My friend—we’ll call her A for reasons that will become clear—belonged to an online support group for unpublished authors. Everybody was nice and, as the name implies, supportive. Members even met in person and became true friends, like A and one of the women she met in the group (we’ll call her B). But then something happened.
A got an agent.
B got bitter.
And stopped speaking to A.
Wait a minute. Wasn’t that the whole point of the group? To encourage each other, to cheer each other on toward their shared goal of publication? B must have missed the memo. Or did A neglect to read the fine print?
I’ve seen this sort of petty jealousy among authors more than I’d care to admit. Don’t get me wrong—most of the authors I’ve met are gracious, supportive, encouraging. But some are not. And I want to challenge every author out there, published and pre-published alike, to pull other writers up.
I remember what it was like before I was published. Of course it hurt to be rejected over and over again, and I did feel jealousy and envy. That’s normal. But acting on that jealousy and envy is unacceptable. There will always be authors above and below me both in sales and in talent, but I believe it’s part of my job as an author to take as many writers with me as I can carry. I want us all to get there, to have success. My agent always says “High tide floats all boats,” and that’s the truth. Someone else doesn’t have to fail so that you can succeed. We can all succeed.
Last summer I attended Thrillerfest in New York City as a debut author, and Steve Berry (yes, THAT Steve Berry) herded all of us newbies into a room and talked to us for two hours about our careers—how to manage them, how to be more successful, how to help other writers. Steve never turns down a request for a blurb, did you know that? Here’s a guy who’s sold more books than most humans put together, and he still takes the time to read others’ work and promote it with his good name. That’s what I aspire to be—generous and helpful (and, okay, spectacularly successful too).
Believe it or not, helping other writers can help you manage your envy and jealousy. It’s a universal truth that the more time and energy you spend on others, the less time you’ll spend feeling sorry for yourself. And remember—none of us has to do this, to be writers. We get to do this. Never forget that.
So how do you help other writers? Below is a list.
- Be a mentor. Volunteer to be part of online pitchfests by being a mentor to an unpublished writer. I did that the first time the year I got published, and the woman I mentored ended up getting a contract. Not because of me, but I was there cheering her on, and now we’re great friends too.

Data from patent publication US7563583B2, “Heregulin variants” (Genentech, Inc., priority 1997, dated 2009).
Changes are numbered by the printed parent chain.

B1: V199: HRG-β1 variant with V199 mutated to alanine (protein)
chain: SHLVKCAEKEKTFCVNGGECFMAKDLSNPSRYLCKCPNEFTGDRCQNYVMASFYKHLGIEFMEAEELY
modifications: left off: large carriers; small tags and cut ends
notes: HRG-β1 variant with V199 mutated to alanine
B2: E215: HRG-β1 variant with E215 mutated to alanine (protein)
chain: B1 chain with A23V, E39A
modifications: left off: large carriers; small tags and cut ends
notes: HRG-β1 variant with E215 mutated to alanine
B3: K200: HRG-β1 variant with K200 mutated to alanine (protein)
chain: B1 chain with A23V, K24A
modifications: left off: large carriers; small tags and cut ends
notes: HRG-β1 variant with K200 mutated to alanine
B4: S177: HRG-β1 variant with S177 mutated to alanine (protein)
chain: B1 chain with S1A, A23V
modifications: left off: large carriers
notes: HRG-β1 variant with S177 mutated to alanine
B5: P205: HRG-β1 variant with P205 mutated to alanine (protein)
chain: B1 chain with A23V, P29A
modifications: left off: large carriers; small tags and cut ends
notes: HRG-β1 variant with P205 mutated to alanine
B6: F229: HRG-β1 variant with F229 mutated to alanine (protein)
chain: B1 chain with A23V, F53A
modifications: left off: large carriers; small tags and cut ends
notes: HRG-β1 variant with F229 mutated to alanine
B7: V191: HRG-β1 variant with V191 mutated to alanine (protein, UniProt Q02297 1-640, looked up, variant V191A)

- Write reviews. Some will disagree with me, but even not-so-great reviews help authors. They lend the good reviews more credibility.
- Read and review books by lesser-known authors. It’s easy to read what Amazon’s pushing, or what’s on the front page of Audible, but make the effort to drill down a little farther. It’s a delight to discover these authors.
- Mention books you enjoy on your social media by authors large and small.
- If you’re asked to write a guest blog post that includes a list of favorite books, be sure to include non-bestsellers. Help readers to discover those gems that haven’t gotten the love they deserve.
- Nominate authors for awards. Participate in awards voting.
- Befriend pre-published writers you meet at conferences. Stay in touch and offer to hold them accountable for their goals.
- Offer to be a beta reader and give honest but tactful criticique.
- Volunteer to judge contests for pre-published authors and offer honest but tactful criticique.
- Advertise opportunities on social media. Pitchfests, workshops, conferences, mentorship programs, contests—all of these push writers forward.
- Coach writers on how to make a book pitch.
- Get involved in writers organizations. Volunteer for board positions.
- Introduce pre-published writers to agents, editors, media people, and other writers.
- Don’t discourage pre-published writers by citing the massive odds against getting published. Author Grant Blackwood has the right idea—when he speaks at conferences, he says, “The odds don’t apply to you.” Tell the writers you meet the same thing.
- Be a cheerleader. Be an encourager. Be positive and rejoice over every success. It doesn’t cost a thing.
The writing community has its share of bitter cranks, but the list is full. There’s no room for you on it. Everyone who makes it has a lot of help getting there. I know I did, and I’m grateful to every single person who gave me an encouraging word, an introduction, a hand up, the tiniest kernel of hope. In the end, that’s the greatest help you can give to other writers. You can give them hope.
LS Hawker is the author of the thrillers THE DROWNING GAME, BODY AND BONE, and END OF THE ROAD, published by HarperCollins Witness Impulse. THE DROWNING GAME is a USA Today bestseller and finalist in the ITW Thriller Awards in the Best First Novel category.
Visit LSHawker.com to view her book trailers, listen to her podcast with daughter Chloe, The Lively Grind Cafe, and read about her adventures as a cocktail waitress, traveling Kmart portrait photographer, and witness to basement exorcisms.